This is easily the most flavorless fruit yet to fall from the Wolf Parade family tree.
    • 68 Metascore
    • 30 Critic Score
    The group's familiar sound returns intact, but the songs just aren't there; most of them fade into a distressing mid-tempo mush while plodding through the paces at half speed.
    • 68 Metascore
    • 30 Critic Score
    By trying to offer something for everyone, the mostly dull 10,000 Hz Legend has little to offer anyone.
    • 68 Metascore
    • 30 Critic Score
    Those who've moved beyond efforts to scare mom and dad will do well to steer clear, though they've probably made that choice already.
    • 67 Metascore
    • 30 Critic Score
    A must only for the hardest of the hardcore Pollard fans, its subtitle--Failed Experiments And Trashed Aircraft--should not be ignored. It takes 17 tracks to hit a song ("Spring Tigers," from the aborted 1992 album Back To Saturn X) that sounds like a regrettable exclusion, and the consistency doesn't pick up from there.... if nothing else, it's a fine warehouse of great song titles...
    • 67 Metascore
    • 33 Critic Score
    With Hot Cakes-the group's third album, and first since reforming last year-the laughter has died. In its place is the sad wheeze of the last surviving party balloon slowly, listlessly deflating.
    • 66 Metascore
    • 30 Critic Score
    While the continued drive to mix up its sound remains admirable, the weak spots are downright deadly, making Open feel sort of like a between-albums goof, an experiment strictly for the fan club.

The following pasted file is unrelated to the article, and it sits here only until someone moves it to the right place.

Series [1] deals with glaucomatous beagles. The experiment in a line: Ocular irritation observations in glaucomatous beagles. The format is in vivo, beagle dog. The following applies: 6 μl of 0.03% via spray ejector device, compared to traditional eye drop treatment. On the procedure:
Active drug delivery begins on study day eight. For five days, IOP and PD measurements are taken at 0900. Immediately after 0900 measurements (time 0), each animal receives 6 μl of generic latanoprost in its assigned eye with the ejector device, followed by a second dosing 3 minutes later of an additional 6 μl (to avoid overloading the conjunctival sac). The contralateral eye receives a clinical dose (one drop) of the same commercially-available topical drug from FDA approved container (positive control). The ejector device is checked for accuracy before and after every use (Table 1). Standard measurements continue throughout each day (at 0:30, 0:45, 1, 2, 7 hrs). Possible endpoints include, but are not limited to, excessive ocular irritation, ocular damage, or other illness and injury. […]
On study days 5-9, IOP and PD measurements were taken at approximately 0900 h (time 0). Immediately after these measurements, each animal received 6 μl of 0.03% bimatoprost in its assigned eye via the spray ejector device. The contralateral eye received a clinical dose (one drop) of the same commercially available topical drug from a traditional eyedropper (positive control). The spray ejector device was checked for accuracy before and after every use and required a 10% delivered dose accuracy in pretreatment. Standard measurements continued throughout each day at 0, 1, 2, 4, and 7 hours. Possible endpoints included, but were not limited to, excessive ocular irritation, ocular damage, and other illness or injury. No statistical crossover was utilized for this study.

• 66 Metascore
    • 25 Critic Score
    These days, the group creates reasonable facsimiles of utter tedium.
    • 66 Metascore
    • 20 Critic Score
    This is more a marketing plan than an album.
    • 66 Metascore
    • 30 Critic Score
    A stylistic side-step that trips and falls without making much of the tumble.
    • 65 Metascore
    • 20 Critic Score
    St. Anger suffers mightily for its thin, washed-out sound.... A messy, unsatisfying misfire.
    • 64 Metascore
    • 25 Critic Score
    The blame for Weezer can't all be laid on Cuomo—his bandmates' songwriting contributions (particularly Brian Bell's Uncle Kracker stab 'Thought I Knew') are just as unforgivably soulless.
    • 64 Metascore
    • 25 Critic Score
    Regardless of whether Reality Check is "bad" or simply bad, The Teenagers belong on the scrap heap.
    • 63 Metascore
    • 16 Critic Score
    Frustratingly, there are whiffs of worthwhile beats buried among the blandness.
    • 63 Metascore
    • 20 Critic Score
    Even lineup changes and inter-group squabbling couldn't stop the trio's commercial winning streak, but a massive shot of independence just might. Brilliantly crafted songs from some of pop music's top songwriting ringers have played a key role in Destiny's Child's success, but Survivor finds frontwoman Beyoncé Knowles taking over the reins, co-writing and co-producing nearly every track.
    • 63 Metascore
    • 30 Critic Score
    All too often finds X-Ecutioners playing second fiddle to an outsized roster of uninspired guests.